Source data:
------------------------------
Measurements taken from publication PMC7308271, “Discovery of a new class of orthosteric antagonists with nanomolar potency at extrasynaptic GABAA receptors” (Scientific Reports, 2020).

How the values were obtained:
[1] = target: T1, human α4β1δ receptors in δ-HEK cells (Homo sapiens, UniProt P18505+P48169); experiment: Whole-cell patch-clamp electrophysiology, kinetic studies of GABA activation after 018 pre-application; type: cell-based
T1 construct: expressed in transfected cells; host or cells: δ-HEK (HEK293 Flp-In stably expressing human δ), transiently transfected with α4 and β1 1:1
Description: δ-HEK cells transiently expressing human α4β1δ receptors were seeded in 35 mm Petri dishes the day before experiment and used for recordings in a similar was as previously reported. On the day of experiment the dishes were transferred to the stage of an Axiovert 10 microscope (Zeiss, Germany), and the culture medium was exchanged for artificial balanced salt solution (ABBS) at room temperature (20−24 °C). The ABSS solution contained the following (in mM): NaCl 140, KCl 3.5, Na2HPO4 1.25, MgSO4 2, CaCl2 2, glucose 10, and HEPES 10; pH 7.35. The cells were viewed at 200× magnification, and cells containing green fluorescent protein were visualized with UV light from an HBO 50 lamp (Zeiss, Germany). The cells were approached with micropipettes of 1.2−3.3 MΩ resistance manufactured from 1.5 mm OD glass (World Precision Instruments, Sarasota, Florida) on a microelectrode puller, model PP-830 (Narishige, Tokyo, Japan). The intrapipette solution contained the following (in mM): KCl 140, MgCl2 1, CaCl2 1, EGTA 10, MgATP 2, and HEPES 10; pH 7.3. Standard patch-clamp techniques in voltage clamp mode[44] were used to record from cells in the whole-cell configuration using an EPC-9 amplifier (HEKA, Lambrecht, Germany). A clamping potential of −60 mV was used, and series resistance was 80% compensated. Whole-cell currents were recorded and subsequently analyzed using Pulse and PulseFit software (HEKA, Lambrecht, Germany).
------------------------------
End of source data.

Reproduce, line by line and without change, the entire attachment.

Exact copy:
Measurements taken from publication PMC7308271, “Discovery of a new class of orthosteric antagonists with nanomolar potency at extrasynaptic GABAA receptors” (Scientific Reports, 2020).

How the values were obtained:
[1] = target: T1, human α4β1δ receptors in δ-HEK cells (Homo sapiens, UniProt P18505+P48169); experiment: Whole-cell patch-clamp electrophysiology, kinetic studies of GABA activation after 018 pre-application; type: cell-based
T1 construct: expressed in transfected cells; host or cells: δ-HEK (HEK293 Flp-In stably expressing human δ), transiently transfected with α4 and β1 1:1
Description: δ-HEK cells transiently expressing human α4β1δ receptors were seeded in 35 mm Petri dishes the day before experiment and used for recordings in a similar was as previously reported. On the day of experiment the dishes were transferred to the stage of an Axiovert 10 microscope (Zeiss, Germany), and the culture medium was exchanged for artificial balanced salt solution (ABBS) at room temperature (20−24 °C). The ABSS solution contained the following (in mM): NaCl 140, KCl 3.5, Na2HPO4 1.25, MgSO4 2, CaCl2 2, glucose 10, and HEPES 10; pH 7.35. The cells were viewed at 200× magnification, and cells containing green fluorescent protein were visualized with UV light from an HBO 50 lamp (Zeiss, Germany). The cells were approached with micropipettes of 1.2−3.3 MΩ resistance manufactured from 1.5 mm OD glass (World Precision Instruments, Sarasota, Florida) on a microelectrode puller, model PP-830 (Narishige, Tokyo, Japan). The intrapipette solution contained the following (in mM): KCl 140, MgCl2 1, CaCl2 1, EGTA 10, MgATP 2, and HEPES 10; pH 7.3. Standard patch-clamp techniques in voltage clamp mode[44] were used to record from cells in the whole-cell configuration using an EPC-9 amplifier (HEKA, Lambrecht, Germany). A clamping potential of −60 mV was used, and series resistance was 80% compensated. Whole-cell currents were recorded and subsequently analyzed using Pulse and PulseFit software (HEKA, Lambrecht, Germany).